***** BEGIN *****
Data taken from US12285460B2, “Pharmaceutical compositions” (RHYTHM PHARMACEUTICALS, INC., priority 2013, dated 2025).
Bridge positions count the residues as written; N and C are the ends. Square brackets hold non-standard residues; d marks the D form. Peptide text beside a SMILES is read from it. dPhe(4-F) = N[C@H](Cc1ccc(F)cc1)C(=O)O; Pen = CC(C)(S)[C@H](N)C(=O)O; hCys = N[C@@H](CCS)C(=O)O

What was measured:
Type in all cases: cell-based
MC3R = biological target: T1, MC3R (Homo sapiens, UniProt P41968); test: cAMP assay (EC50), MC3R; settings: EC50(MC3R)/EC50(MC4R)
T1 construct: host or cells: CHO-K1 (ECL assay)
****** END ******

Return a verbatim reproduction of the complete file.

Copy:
Data taken from US12285460B2, “Pharmaceutical compositions” (RHYTHM PHARMACEUTICALS, INC., priority 2013, dated 2025).
Bridge positions count the residues as written; N and C are the ends. Square brackets hold non-standard residues; d marks the D form. Peptide text beside a SMILES is read from it. dPhe(4-F) = N[C@H](Cc1ccc(F)cc1)C(=O)O; Pen = CC(C)(S)[C@H](N)C(=O)O; hCys = N[C@@H](CCS)C(=O)O

What was measured:
Type in all cases: cell-based
MC3R = biological target: T1, MC3R (Homo sapiens, UniProt P41968); test: cAMP assay (EC50), MC3R; settings: EC50(MC3R)/EC50(MC4R)
T1 construct: host or cells: CHO-K1 (ECL assay)